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Casio Exilim EX-FH100 review: Casio Exilim EX-FH100

The 10.1-megapixel Exilim EX-FH100 is a compact superzoom with a twist. As well as a 10x zoom range, it can shoot photos at up to 40 frames per second and movies at up to 1,000fps. That makes it a good choice if you're in the habit of shooting action scenes

Rod Lawton

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3 min read

Compact superzooms are very versatile and popular cameras. Casio offers a couple, including the 10.1-megapixel Exilim EX-FH100 with 10x zoom, which is up against some great rivals, such as the Panasonic Lumix DMC-TZ10. But the FH100 is a superzoom with a twist, offering high-speed shooting at up to 40 frames per second and movies at speeds of up to 1,000fps. When you consider what this camera can do, £250 suddenly doesn't seem that much to pay.

orig-ex-fh100_angle.jpeg
8.3

Casio Exilim EX-FH100

The Good

Good size, build quality and finish; high-speed shooting features; manual focus and exposure controls; useful 10x zoom.

The Bad

Slow to save raw files; no autofocus or zoom in movie mode; average lens quality.

The Bottom Line

The Casio Exilim EX-FH100's amazing high-speed shooting features make it unique among compact superzooms, but that's pretty much its only trick. The Panasonic Lumix DMC-TZ10, for example, costs about the same but has a better zoom, and is much better for shooting 720p movies. As a specialised tool, the FH100 is great but, as a camera generally, it sits in the middle of the road

High-speed hijinks
Those incredible speeds are achieved using Casio's 'continuous shutter' technology and high-speed processing. You'd expect some pay-off in terms of reduced resolution and limited recording capacity, but it's nowhere near as severe as you might think. Shooting stills, the resolution drops to 9 megapixels and the buffer's capacity is 30 images, but that's still enough to capture dramatic, high-resolution images of extremely fast-moving action.

In this test shot, the FH100 delivers a very good result, with low distortion, crisp detail and not much chromatic aberration. The camera's very good at high ISOs, too, although there's some obvious smoothing of subtle details from ISO 400 onwards (click image to enlarge)

At 30 frames per second, the FH100 shoots standard 720p high-definition footage. Providing you can accept a progressive drop in resolution, it can also shoot at speeds of anywhere from 30 to 120fps (at 640x480 pixels), right up to 1000fps (at a tiny 224x64-pixel resolution).

Timing your recordings with these high-speed burst rates can be tricky, but the FH100 has a pre-record function that helps. It uses the camera's buffer to continually record the action so that, when you press the shutter, it can add what's already been recorded to the final sequence.

The FH100 sports a 76mm (3-inch) LCD display on the rear

The high-speed shooting tech is also used in some of the 'best shot' scene modes, like the 'high-speed lighting' mode, which combines a series of images at different exposures to produce a single high-dynamic-range photo. It works pretty well, too. There are low-light and anti-blur modes that combine a series of shots to produce a single sharp image, and there's even a mode that captures a portrait sequence and automatically picks out the frames in which the subject is smiling or not blinking.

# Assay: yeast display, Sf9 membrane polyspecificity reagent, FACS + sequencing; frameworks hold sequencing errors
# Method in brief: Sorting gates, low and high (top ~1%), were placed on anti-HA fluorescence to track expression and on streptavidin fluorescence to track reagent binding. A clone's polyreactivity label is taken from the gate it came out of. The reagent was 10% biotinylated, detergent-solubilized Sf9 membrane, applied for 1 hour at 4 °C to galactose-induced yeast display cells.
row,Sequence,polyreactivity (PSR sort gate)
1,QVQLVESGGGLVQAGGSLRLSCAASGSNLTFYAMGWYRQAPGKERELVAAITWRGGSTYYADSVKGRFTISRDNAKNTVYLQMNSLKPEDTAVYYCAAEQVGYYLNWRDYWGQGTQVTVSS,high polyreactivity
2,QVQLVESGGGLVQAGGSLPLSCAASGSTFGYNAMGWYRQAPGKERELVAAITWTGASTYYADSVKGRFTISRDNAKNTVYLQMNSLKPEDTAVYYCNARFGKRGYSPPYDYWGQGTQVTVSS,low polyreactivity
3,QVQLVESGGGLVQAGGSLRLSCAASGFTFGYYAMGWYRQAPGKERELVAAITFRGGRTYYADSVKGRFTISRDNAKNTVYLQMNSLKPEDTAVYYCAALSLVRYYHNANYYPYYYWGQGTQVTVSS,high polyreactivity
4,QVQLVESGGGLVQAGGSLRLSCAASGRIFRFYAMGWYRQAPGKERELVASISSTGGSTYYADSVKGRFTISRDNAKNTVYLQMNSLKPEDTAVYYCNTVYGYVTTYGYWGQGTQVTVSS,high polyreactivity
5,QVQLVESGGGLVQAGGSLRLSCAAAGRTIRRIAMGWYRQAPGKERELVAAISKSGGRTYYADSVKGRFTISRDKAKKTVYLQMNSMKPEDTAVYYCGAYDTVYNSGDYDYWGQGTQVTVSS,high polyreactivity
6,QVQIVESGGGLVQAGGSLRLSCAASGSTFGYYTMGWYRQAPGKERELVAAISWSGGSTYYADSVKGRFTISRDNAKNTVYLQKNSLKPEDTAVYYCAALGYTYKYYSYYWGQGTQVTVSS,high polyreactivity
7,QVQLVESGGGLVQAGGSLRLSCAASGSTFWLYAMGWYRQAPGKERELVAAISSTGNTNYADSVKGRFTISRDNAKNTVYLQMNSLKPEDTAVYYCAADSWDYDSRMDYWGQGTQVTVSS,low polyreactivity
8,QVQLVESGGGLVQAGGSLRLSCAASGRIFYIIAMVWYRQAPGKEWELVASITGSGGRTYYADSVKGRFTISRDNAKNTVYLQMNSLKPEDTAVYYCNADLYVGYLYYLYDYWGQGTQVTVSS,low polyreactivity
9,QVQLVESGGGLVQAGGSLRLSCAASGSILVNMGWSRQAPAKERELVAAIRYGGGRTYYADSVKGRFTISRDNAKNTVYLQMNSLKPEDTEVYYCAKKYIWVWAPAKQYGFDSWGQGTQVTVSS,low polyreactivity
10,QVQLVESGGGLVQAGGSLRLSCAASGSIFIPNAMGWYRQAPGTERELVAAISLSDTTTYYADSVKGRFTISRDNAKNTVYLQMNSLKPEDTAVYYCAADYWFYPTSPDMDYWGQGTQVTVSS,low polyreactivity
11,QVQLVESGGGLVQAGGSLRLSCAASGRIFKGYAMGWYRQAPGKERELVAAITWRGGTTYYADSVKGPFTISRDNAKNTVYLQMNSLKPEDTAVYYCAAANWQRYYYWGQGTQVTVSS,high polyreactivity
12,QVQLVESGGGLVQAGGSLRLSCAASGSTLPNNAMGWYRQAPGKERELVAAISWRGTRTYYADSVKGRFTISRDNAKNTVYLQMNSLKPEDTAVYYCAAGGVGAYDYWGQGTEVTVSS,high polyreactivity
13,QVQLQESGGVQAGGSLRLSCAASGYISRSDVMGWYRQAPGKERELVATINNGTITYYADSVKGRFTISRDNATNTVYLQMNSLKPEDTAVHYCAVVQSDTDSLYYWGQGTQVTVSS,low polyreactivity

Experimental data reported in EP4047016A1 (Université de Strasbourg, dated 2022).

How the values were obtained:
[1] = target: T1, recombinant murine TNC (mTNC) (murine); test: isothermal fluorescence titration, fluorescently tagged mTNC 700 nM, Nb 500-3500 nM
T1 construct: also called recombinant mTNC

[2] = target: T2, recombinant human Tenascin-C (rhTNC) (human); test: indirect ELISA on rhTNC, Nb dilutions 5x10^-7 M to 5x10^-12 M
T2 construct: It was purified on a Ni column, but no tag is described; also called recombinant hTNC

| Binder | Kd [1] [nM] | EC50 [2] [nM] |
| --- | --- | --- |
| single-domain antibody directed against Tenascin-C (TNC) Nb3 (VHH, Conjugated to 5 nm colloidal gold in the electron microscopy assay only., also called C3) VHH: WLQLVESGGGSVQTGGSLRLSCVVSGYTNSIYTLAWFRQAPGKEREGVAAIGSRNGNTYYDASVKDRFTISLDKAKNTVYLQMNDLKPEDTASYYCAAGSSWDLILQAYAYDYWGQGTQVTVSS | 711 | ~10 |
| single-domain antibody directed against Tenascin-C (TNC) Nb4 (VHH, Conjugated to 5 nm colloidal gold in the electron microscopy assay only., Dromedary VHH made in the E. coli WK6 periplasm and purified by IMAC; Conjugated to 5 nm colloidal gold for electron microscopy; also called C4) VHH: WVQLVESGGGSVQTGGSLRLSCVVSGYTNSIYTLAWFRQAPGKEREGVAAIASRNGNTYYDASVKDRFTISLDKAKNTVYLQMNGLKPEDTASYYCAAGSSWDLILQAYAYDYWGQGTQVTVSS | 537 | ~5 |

Other clever functions include 'move in' and 'move out' modes that trigger the camera when the subject moves in or out of the focus area. Again, that's very useful for timing high-speed action shots.

Quite apart from all these high-speed shooting features, the FH100 looks like a pretty decent camera in its own right. Its build quality and finish are very good indeed, it zooms in and out quickly (despite its wide focal range), and its autofocus is snappy too. It even has aperture-priority, shutter-priority and manual exposure modes, and can shoot raw files in the universal DNG format, so there's no need for a bespoke software application.

Ooh, baby, I like it raw
Alas, it takes the FH100 around 10 seconds to save each raw file, and, while the results are worth it (you get better colours, for example), that delay makes raw shooting useless as an everyday option. Also, comparing the raw images with the camera's JPEGs suggests that the FH100 uses internal distortion correction, making the lens look slightly better than it actually is. It's not a bad lens as compact superzooms go, but it suffers from a degree of chromatic aberration at the edges of the picture, and softens up significantly at full zoom. The lens is okay, but it's by no means the best.

The test chart result is slightly less impressive. The FH100's basic resolution is good, but, away from the centre of the frame, there's an increasing tendency towards purple fringing, and this takes the edge off the definition, too (click image to enlarge)

It's also a shame that Casio couldn't have devoted some of its obvious technological expertise towards providing a movie mode with use of the autofocus and zoom. Instead, you have to pick a zoom setting and press the shutter button halfway down to focus before you start. You might expect that in a budget camera, but not one with a gazillion different hi-tech movie options.

Conclusion
Casio's continuous shutter technology is unique. Other camera manufacturers -- Sony, for example -- are catching up, but Casio did it first and it's utilised this tech in a host of innovative and useful ways. The Exilim EX-FH100 still has flaws, however, and one of the biggest is the fact that you can't use the autofocus or zoom when shooting movies.

Edited by Charles Kloet 

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